Franco-German summit agrees to close military and political cooperation

The German and French governments have agreed to close cooperation regarding reform of the European Union and defence matters. This was the outcome of the 75th Franco-German summit meeting held June 9 in Mainz.

Up to now the relationship between German Chancellor Gerhard Schröder and France's President Jacques Chirac and Prime Minister Lionel Jospin has been regarded as rather frosty. But in the aftermath of the summit newspapers are reporting a “revival of the Franco-German axis” and a “liaison amoureuse”, or love affair, between the two governments.

The arrangements agreed upon in Mainz have wide-ranging consequences, not only concerning the future shape of Europe, but also for transatlantic relations. They come at a time of increasing tensions between Europe and the US.

On a political level, Schröder and Chirac agreed to present a common front at forthcoming negotiations over reform of the European Union (EU). Over the next six months, while France occupies the EU presidency, the power structures within the Union are to be reshaped.

This is seen as a basic precondition for the planned incorporation of new EU members from Eastern Europe. In order to prevent individual countries from disrupting the whole EU, majority voting is to replace the previous system requiring unanimity. The proportion of votes allocated to member countries will be newly weighted in proportion to the size of their populations, and the European Commission—which in the past has included representatives from each of the member countries—will be reduced in size.

If, as agreed, Germany and France join forces on this issue, they will be able to model the EU's future development according to their own conceptions. They are thereby taking the first step towards the founding of a “core Europe”, an elite club that will set the political tone within the EU.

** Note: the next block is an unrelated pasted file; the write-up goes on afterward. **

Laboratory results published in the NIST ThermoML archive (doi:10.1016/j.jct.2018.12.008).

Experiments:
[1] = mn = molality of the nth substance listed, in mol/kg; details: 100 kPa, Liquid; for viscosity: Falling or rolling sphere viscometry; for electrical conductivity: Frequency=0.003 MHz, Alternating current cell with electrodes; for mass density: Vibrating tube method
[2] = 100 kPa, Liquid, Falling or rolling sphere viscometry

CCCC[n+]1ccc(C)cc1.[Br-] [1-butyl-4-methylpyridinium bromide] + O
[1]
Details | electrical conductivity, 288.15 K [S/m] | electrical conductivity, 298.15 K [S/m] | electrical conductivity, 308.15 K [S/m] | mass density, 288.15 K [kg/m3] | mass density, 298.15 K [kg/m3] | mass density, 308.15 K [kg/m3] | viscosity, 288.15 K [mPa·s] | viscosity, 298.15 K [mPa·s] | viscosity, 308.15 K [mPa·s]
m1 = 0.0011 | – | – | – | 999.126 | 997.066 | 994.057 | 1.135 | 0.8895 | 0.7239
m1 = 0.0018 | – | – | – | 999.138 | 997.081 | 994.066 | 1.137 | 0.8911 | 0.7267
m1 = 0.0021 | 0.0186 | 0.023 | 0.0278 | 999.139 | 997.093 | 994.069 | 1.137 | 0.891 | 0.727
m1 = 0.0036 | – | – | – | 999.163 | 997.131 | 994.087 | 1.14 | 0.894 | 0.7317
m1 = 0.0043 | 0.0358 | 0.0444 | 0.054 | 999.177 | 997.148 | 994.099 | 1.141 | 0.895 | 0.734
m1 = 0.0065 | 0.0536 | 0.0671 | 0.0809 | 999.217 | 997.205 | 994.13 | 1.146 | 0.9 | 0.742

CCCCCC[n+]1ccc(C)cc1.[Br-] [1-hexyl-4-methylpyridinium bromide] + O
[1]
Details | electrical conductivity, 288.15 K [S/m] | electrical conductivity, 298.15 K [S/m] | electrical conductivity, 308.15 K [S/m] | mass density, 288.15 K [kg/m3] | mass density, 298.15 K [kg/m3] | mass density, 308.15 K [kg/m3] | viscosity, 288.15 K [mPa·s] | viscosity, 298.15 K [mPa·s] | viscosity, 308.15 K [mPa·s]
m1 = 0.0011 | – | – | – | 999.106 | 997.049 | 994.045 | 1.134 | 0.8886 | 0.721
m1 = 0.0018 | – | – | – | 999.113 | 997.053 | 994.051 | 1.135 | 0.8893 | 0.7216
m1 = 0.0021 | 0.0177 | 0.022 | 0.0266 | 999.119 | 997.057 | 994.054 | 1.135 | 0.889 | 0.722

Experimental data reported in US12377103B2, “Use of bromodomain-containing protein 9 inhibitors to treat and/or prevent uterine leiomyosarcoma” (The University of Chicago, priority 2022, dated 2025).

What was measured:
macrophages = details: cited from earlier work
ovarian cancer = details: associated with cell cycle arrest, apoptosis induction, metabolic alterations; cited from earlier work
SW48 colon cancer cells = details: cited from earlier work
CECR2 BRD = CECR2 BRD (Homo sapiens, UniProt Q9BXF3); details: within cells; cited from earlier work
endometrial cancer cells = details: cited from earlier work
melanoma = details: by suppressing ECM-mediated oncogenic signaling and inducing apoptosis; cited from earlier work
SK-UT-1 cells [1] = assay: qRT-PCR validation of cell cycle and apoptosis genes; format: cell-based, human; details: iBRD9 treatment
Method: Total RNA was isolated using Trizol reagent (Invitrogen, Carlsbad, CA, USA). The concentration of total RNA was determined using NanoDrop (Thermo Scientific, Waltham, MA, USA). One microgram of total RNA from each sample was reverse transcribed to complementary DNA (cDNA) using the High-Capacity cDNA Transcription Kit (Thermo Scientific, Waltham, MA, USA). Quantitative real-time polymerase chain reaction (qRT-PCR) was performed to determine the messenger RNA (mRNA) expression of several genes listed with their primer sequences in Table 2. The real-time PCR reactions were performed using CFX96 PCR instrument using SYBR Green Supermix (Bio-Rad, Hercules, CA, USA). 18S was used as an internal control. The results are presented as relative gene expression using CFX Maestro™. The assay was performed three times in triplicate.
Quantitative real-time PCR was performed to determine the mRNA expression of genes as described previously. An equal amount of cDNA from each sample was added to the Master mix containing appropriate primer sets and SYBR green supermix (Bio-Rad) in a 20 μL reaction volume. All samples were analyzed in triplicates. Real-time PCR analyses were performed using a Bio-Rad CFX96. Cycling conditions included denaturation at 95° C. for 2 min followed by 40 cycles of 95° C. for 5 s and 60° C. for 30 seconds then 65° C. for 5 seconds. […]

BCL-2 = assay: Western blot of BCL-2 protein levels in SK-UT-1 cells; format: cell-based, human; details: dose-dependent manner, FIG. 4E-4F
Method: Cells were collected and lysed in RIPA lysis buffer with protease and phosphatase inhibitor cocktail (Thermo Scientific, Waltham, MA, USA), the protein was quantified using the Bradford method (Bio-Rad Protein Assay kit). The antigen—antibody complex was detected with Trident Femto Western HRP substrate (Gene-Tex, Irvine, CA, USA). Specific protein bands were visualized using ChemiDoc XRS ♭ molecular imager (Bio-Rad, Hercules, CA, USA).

France and Germany hope that in foreign affairs the EU would no longer be as dysfunctional as the huge, politically formless economic association the US now considers it to be. President Clinton's proposal, made during his recent visit to Germany, to keep the EU open even to Russian membership led to a lot of head-shaking in French and German leading circles. Clinton's suggestion was likened to the proverbial cuckoo's egg laid in another bird's nest: it could only thwart the Europeans' political ambitions.

Perhaps even more politically significant than cooperation on EU reform were the accords reached by the Franco-German summit in the field of military collaboration and armaments.

The German government agreed to purchase 75 Airbus A400M military transport planes. Previous plans to buy the considerably more economical Antonov aircraft, manufactured in Russia and the Ukraine, have been scrapped. As expressed in the concluding declaration, however, the summit participants “desire” the cooperation of Airbus Industries with Russia and the Ukraine.

Since both Britain and France have already committed themselves to the Airbus, all three of the most important European powers now have at their disposal a uniform means of air transport, which is completely independent of American technology and American components suppliers.

The summit also declared its intention to develop a common satellite system in space. This reconnaissance system is to be “independent.” But whether that means it is to operate outside existing NATO structures was not made clear. Until now, Europe has been largely reliant on the US for satellite reconnaissance, the decisive factor in modern warfare.

Both decisions—concerning Airbus and the satellite system—are part of efforts by the European powers to free themselves of military and political reliance on the US, and to pursue their own global interests independently. Up to now, these efforts have been evident above all in the build-up of European command structures and organisations independent of NATO. This course had already been set at the EU summit in Cologne, as the war in Kosovo reached its climax in the spring of 1999. The Helsinki summit last autumn then resolved to establish a 60,000-strong European army corps.

At that time, however, it was agreed with the US that independent European military operations would only take place in cases where NATO as a whole was not involved. This was to avoid the possibility of a European alliance coming into competition with the US-dominated NATO. In return, the US offered its assurance that NATO would place weapons, personnel, planning authorities and command structures at the disposal of the European organisations. However, this has so far not taken place. Objecting that the EU is unable to meet its high standards of secrecy, NATO has refused to provide the EU with material of a secret nature.